Consultative Workshop on Environment and Social Management Guidelines for Fish Culture


Consultative Workshop on Environment and Social Management Guidelines for Fish Culture

To minimize adverse environmental impacts of fish farming, the Environment and Climate Change Unit (ECCU) of PKSF has taken an initiative to prepare Environment and Social Management Guidelines for Fish Culture’. In order to obtain observations from academics, practitioners, and experts, PKSF on 5 July 2022 organized a consultative workshop on the proposed guidelines at PKSF Bhaban. Dr Nomita Halder ndc, the Managing Director of PKSF, chaired the event moderated by Additional Managing Director Md Fazlul Kader.

Deputy Managing Director Dr Fazle Rabbi Sadeque Ahmed gave the introductory speech while Md Abu Nashir Khan, Assistant General Manager (Environment and Climate Change), presented on the draft ‘Environment and Social Management Guidelines of Fish Culture’.

A key recommendation made by the participants on the draft guidelines was incorporation of the best management practices in aquaculture. These included judicial use of antibiotics and hormones, environmental management at different stages of aquaculture, behavioral changes among farmers and entrepreneurs, preventive measures against natural disasters (floods, flash floods, cyclones, storm surges, and so on), proper management of ready feed use, early warning mechanisms to make farmers resilient to climate change fallout, and a fish preservation management system.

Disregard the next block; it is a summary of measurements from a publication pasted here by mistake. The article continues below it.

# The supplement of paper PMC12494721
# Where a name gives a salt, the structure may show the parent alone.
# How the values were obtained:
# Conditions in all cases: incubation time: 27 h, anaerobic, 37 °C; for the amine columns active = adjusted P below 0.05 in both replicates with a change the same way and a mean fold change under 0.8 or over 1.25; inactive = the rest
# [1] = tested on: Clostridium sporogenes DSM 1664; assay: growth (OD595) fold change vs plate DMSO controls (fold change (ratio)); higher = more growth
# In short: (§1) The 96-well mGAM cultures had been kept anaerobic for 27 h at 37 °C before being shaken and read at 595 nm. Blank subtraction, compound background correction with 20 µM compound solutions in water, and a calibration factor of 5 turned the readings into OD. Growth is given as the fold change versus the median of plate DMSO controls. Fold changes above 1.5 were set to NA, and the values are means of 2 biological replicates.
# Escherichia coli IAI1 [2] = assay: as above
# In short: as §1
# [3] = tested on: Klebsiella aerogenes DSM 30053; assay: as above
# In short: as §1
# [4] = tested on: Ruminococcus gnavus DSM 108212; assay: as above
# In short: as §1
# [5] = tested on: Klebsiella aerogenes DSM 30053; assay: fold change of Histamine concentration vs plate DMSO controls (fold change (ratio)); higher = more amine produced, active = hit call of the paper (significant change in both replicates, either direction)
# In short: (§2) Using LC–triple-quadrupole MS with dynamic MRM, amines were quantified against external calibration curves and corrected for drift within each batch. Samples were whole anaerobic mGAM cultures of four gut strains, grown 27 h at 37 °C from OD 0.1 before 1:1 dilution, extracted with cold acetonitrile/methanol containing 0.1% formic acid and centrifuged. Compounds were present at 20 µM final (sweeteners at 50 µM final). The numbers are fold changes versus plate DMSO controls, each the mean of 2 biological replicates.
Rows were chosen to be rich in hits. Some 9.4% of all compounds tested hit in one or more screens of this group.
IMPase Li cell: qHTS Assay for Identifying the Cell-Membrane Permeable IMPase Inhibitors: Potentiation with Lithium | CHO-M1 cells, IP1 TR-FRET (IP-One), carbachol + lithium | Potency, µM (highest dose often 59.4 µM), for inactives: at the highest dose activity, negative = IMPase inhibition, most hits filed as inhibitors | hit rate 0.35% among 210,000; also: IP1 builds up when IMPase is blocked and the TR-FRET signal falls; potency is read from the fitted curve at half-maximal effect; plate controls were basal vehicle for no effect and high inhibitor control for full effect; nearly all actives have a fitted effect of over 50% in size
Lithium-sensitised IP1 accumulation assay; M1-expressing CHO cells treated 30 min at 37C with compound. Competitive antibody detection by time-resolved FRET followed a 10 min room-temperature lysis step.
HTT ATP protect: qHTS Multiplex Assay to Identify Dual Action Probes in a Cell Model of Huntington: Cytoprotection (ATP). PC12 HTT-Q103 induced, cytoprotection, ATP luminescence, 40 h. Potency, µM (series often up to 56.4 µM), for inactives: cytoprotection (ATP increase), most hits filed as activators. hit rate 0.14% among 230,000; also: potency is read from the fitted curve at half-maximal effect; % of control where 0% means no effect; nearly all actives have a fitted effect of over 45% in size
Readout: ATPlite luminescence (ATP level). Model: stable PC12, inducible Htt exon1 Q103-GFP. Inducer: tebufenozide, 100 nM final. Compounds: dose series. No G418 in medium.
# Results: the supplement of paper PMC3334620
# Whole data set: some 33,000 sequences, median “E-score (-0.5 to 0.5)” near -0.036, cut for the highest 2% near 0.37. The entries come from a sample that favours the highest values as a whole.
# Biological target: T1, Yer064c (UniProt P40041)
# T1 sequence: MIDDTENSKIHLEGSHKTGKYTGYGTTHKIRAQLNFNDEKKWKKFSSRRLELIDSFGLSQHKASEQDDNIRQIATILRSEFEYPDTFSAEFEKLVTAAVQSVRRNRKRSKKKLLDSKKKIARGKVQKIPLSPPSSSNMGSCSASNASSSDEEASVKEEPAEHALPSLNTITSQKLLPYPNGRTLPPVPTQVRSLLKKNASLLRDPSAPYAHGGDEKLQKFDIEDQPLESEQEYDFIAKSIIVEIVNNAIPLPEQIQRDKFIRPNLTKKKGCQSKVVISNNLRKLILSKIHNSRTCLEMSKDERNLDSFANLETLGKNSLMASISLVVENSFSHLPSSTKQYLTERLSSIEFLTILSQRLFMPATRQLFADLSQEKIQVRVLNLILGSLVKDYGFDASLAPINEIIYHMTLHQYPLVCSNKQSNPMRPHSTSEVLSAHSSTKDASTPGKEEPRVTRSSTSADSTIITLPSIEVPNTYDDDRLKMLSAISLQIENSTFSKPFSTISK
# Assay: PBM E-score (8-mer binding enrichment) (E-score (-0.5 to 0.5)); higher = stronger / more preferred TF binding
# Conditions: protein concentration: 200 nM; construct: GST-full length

Discussants at the workshop said fisheries is one of Bangladesh’s most productive and dynamic sectors, and is playing an ever-more important role in the country’s economy. As the demand for fish is on the rise both domestically and internationally, PKSF is assisting those who want to engage in fish farming as a source of income. Despite the possibility of economic gains, various studies have demonstrated that fish farming-related activities have some environmental and social drawbacks. The environmental and social impacts of fish farming are particularly pertinent to issues such as eutrophication, water quality degradation, alteration or destruction of natural habitats, introduction and spread of diseases in aquatic animals, health and safety concerns for men, women and children. It is against this backdrop that PKSF decided to formulate necessary guidelines for this sector.

The participants included academics from different public universities (including Bangladesh Agricultural University and Sher-e-Bangla Agricultural University), Department of Fisheries, Bangladesh Fisheries Research Institute, Ministry of Environment, Forest and Climate Change, Food and Agricultural Organization (FAO), Agricultural Information Service under the Ministry of Agriculture, and officials from PKSF and its Partner Organizations. Two fish farmers from Cumilla district also shared their views at the event.